Gallegos, who also works as a private caregiver, is one of many part-time bus drivers who hold a second job. Often, the part-timers are also writers, artists, students, small-business owners and teachers.
Part-time workers can receive medical benefits for a relatively low cost, according to Jim O'Rourke, Metro's transit operations manager. When an employee works full time, the employee and his or her family receives full benefit coverage.
Will train to drive bus
To become a bus driver, you need to be a good driver, but no previous bus-driving experience is needed.
"We're not necessarily looking for skill in manipulating heavy equipment," said O'Rourke. "We can teach people to drive a larger vehicle."
Qualifications for the job include having a good driving record with no major moving violations and no license suspensions or revocations, being at least 21 years old and holding a Washington state driver's license.
O'Rourke said there is a high demand for bus drivers since fewer people apply for the jobs when the local economy is doing well, as it is now.
"We're seeing the number of people walking through the door decline."
Metro hires about 18 part-time drivers every two weeks. Full-time drivers are never hired from outside the company, only promoted from the part-time ranks.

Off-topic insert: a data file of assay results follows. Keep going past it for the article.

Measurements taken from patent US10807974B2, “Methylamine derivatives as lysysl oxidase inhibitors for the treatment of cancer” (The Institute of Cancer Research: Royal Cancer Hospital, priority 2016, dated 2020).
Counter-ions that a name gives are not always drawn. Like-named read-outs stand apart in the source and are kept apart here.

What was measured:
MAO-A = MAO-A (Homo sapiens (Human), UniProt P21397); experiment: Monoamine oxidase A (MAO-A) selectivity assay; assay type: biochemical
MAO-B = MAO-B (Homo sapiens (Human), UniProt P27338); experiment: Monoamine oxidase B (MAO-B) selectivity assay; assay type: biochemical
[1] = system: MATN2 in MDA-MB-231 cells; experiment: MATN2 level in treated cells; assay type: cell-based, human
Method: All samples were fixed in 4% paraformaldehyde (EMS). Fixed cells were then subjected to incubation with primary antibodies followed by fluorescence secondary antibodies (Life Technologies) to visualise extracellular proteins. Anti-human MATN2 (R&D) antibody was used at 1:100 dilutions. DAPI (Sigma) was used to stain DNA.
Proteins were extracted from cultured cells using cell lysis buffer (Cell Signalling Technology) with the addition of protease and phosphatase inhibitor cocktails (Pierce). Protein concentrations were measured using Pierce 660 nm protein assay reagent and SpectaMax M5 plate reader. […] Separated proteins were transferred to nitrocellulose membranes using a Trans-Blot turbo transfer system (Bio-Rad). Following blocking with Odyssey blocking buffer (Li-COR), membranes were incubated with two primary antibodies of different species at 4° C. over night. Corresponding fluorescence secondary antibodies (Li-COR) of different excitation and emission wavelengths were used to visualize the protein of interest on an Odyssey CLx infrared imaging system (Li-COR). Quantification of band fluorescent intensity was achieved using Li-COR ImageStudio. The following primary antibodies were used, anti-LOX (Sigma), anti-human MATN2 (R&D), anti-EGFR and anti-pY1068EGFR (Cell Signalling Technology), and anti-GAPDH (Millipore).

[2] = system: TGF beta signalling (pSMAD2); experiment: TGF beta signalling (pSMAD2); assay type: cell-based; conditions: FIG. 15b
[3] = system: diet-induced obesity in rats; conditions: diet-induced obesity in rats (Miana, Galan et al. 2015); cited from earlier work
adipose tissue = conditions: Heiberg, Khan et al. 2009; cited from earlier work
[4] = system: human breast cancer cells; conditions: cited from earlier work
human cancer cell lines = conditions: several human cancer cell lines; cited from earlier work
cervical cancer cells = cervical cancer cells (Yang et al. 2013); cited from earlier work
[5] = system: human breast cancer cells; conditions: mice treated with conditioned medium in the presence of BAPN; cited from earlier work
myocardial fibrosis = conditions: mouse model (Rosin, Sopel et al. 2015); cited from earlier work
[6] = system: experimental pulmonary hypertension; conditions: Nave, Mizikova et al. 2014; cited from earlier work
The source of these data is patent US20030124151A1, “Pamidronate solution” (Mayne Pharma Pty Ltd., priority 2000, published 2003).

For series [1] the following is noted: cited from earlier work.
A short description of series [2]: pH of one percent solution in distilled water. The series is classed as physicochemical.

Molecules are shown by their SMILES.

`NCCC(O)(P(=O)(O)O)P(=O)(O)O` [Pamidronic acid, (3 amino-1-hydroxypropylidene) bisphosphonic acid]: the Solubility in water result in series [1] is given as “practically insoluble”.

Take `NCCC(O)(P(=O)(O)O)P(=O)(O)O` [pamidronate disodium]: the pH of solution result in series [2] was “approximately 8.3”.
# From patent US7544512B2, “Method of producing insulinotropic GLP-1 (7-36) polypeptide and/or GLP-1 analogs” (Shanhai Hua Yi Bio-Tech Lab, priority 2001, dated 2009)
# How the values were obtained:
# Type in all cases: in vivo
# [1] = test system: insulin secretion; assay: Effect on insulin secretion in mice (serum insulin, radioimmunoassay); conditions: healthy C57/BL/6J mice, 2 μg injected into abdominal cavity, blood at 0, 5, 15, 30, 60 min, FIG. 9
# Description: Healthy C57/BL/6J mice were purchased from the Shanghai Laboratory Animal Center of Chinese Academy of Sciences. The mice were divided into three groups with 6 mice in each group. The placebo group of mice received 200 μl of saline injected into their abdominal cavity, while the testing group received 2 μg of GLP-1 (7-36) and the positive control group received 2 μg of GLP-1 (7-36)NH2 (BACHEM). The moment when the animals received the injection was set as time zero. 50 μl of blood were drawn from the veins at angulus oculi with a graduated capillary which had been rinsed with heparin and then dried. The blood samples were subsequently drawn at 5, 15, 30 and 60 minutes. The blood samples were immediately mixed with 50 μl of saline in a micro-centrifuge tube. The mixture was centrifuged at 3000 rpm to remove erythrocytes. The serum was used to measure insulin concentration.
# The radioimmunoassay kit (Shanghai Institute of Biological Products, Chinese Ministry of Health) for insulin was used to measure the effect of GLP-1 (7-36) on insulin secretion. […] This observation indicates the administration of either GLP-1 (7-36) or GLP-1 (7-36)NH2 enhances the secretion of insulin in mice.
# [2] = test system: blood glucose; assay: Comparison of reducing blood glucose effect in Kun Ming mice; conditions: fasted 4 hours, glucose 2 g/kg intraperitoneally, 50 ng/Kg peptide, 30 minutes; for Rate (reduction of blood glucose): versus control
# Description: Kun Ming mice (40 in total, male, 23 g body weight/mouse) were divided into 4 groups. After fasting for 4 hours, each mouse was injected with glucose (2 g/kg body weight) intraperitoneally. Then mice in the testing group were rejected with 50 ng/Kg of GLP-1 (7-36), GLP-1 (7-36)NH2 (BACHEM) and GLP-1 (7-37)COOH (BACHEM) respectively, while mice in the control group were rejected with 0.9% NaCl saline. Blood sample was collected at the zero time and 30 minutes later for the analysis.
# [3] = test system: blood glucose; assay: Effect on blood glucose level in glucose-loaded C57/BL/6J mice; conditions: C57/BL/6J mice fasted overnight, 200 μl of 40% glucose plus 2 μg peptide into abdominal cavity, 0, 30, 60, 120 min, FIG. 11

Schedules can be irregular. Part-time drivers can work from 4:30 a.m. to 10:30 a.m. or between 2 p.m. and 8:30 p.m. They are guaranteed 2 ½ hours of work a day. Being on time is paramount.
Fabre said a lot has changed since he first became a bus driver. He said bus drivers didn't have power steering, power brakes, air conditioning and "good seats" then.
"You had to work when I came in," Fabre joked.
Dealing with heavy traffic and passengers can also be challenging.
But Fabre said drivers need to take the initiative to keep their passengers happy.
"If you respect your passengers, they'll respect you," he said. "Sometimes, drivers look the other way. ... I greet my passengers."
Kevin Haptonstall, a 28-year-old driver, agreed.
"Drivers set their own mood on the bus," he said. "I greet every single person and say goodbye. ... I think people need it."
Fabre said that not everybody has the skills to be a bus driver.
"Everybody thinks you just sit there and drive," he said. "There's more to it."